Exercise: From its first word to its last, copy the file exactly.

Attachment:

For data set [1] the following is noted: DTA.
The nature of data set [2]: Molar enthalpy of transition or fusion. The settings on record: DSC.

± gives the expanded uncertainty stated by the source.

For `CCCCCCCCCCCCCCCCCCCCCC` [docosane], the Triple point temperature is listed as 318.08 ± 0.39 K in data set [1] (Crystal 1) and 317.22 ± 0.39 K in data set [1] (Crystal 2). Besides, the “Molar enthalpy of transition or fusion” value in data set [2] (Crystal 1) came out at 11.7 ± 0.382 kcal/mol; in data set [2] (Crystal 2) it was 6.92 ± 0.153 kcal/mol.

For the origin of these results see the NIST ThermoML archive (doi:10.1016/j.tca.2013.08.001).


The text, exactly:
For data set [1] the following is noted: DTA.
The nature of data set [2]: Molar enthalpy of transition or fusion. The settings on record: DSC.

± gives the expanded uncertainty stated by the source.

For `CCCCCCCCCCCCCCCCCCCCCC` [docosane], the Triple point temperature is listed as 318.08 ± 0.39 K in data set [1] (Crystal 1) and 317.22 ± 0.39 K in data set [1] (Crystal 2). Besides, the “Molar enthalpy of transition or fusion” value in data set [2] (Crystal 1) came out at 11.7 ± 0.382 kcal/mol; in data set [2] (Crystal 2) it was 6.92 ± 0.153 kcal/mol.

For the origin of these results see the NIST ThermoML archive (doi:10.1016/j.tca.2013.08.001).